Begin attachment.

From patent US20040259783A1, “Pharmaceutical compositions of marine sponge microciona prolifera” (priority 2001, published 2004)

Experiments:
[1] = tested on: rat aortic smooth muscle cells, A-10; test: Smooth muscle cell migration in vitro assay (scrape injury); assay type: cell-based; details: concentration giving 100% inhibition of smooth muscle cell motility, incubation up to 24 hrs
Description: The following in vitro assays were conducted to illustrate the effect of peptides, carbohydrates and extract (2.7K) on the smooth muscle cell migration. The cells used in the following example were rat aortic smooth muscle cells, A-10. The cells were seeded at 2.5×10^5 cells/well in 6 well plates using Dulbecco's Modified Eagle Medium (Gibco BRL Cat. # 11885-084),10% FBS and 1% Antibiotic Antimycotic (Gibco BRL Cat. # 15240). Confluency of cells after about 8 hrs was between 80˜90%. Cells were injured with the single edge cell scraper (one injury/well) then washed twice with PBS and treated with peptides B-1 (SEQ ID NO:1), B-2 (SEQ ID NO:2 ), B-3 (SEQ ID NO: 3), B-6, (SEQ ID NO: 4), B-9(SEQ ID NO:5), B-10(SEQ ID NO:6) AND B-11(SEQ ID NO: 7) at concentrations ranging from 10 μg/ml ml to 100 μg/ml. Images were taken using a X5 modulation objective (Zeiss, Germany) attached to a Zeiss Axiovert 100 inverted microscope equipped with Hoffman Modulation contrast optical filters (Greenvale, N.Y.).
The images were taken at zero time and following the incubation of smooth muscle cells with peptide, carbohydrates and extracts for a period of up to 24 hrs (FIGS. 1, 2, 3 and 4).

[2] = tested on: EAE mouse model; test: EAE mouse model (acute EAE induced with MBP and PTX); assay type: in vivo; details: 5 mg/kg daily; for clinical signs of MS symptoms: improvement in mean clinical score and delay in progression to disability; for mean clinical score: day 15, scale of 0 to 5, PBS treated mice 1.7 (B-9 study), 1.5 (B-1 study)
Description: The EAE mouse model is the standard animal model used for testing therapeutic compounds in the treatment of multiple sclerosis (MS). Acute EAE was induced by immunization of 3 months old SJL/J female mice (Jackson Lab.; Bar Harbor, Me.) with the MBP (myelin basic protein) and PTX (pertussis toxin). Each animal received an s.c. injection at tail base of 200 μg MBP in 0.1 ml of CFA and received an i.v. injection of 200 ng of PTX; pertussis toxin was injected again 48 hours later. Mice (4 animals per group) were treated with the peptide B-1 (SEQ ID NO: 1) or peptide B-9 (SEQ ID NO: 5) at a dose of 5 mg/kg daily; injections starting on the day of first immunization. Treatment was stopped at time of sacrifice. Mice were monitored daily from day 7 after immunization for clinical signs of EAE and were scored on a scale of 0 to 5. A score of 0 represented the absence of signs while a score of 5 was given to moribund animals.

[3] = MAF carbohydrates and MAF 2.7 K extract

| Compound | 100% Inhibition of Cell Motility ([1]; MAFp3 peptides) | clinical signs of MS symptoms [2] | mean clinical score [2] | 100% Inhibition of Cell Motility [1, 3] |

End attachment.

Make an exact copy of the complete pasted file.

From patent US20040259783A1, “Pharmaceutical compositions of marine sponge microciona prolifera” (priority 2001, published 2004)

Experiments:
[1] = tested on: rat aortic smooth muscle cells, A-10; test: Smooth muscle cell migration in vitro assay (scrape injury); assay type: cell-based; details: concentration giving 100% inhibition of smooth muscle cell motility, incubation up to 24 hrs
Description: The following in vitro assays were conducted to illustrate the effect of peptides, carbohydrates and extract (2.7K) on the smooth muscle cell migration. The cells used in the following example were rat aortic smooth muscle cells, A-10. The cells were seeded at 2.5×10^5 cells/well in 6 well plates using Dulbecco's Modified Eagle Medium (Gibco BRL Cat. # 11885-084),10% FBS and 1% Antibiotic Antimycotic (Gibco BRL Cat. # 15240). Confluency of cells after about 8 hrs was between 80˜90%. Cells were injured with the single edge cell scraper (one injury/well) then washed twice with PBS and treated with peptides B-1 (SEQ ID NO:1), B-2 (SEQ ID NO:2 ), B-3 (SEQ ID NO: 3), B-6, (SEQ ID NO: 4), B-9(SEQ ID NO:5), B-10(SEQ ID NO:6) AND B-11(SEQ ID NO: 7) at concentrations ranging from 10 μg/ml ml to 100 μg/ml. Images were taken using a X5 modulation objective (Zeiss, Germany) attached to a Zeiss Axiovert 100 inverted microscope equipped with Hoffman Modulation contrast optical filters (Greenvale, N.Y.).
The images were taken at zero time and following the incubation of smooth muscle cells with peptide, carbohydrates and extracts for a period of up to 24 hrs (FIGS. 1, 2, 3 and 4).

[2] = tested on: EAE mouse model; test: EAE mouse model (acute EAE induced with MBP and PTX); assay type: in vivo; details: 5 mg/kg daily; for clinical signs of MS symptoms: improvement in mean clinical score and delay in progression to disability; for mean clinical score: day 15, scale of 0 to 5, PBS treated mice 1.7 (B-9 study), 1.5 (B-1 study)
Description: The EAE mouse model is the standard animal model used for testing therapeutic compounds in the treatment of multiple sclerosis (MS). Acute EAE was induced by immunization of 3 months old SJL/J female mice (Jackson Lab.; Bar Harbor, Me.) with the MBP (myelin basic protein) and PTX (pertussis toxin). Each animal received an s.c. injection at tail base of 200 μg MBP in 0.1 ml of CFA and received an i.v. injection of 200 ng of PTX; pertussis toxin was injected again 48 hours later. Mice (4 animals per group) were treated with the peptide B-1 (SEQ ID NO: 1) or peptide B-9 (SEQ ID NO: 5) at a dose of 5 mg/kg daily; injections starting on the day of first immunization. Treatment was stopped at time of sacrifice. Mice were monitored daily from day 7 after immunization for clinical signs of EAE and were scored on a scale of 0 to 5. A score of 0 represented the absence of signs while a score of 5 was given to moribund animals.

[3] = MAF carbohydrates and MAF 2.7 K extract

| Compound | 100% Inhibition of Cell Motility ([1]; MAFp3 peptides) | clinical signs of MS symptoms [2] | mean clinical score [2] | 100% Inhibition of Cell Motility [1, 3] |